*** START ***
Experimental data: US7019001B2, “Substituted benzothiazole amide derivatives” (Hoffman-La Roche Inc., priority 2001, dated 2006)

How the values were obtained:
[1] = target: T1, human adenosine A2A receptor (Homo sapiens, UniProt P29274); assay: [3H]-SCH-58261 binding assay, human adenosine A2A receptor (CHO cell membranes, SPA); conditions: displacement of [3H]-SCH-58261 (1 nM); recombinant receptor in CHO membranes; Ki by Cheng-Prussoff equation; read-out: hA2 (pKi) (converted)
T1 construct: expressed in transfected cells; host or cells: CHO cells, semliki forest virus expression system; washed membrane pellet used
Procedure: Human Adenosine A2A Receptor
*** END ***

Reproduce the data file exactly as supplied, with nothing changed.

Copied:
Experimental data: US7019001B2, “Substituted benzothiazole amide derivatives” (Hoffman-La Roche Inc., priority 2001, dated 2006)

How the values were obtained:
[1] = target: T1, human adenosine A2A receptor (Homo sapiens, UniProt P29274); assay: [3H]-SCH-58261 binding assay, human adenosine A2A receptor (CHO cell membranes, SPA); conditions: displacement of [3H]-SCH-58261 (1 nM); recombinant receptor in CHO membranes; Ki by Cheng-Prussoff equation; read-out: hA2 (pKi) (converted)
T1 construct: expressed in transfected cells; host or cells: CHO cells, semliki forest virus expression system; washed membrane pellet used
Procedure: Human Adenosine A2A Receptor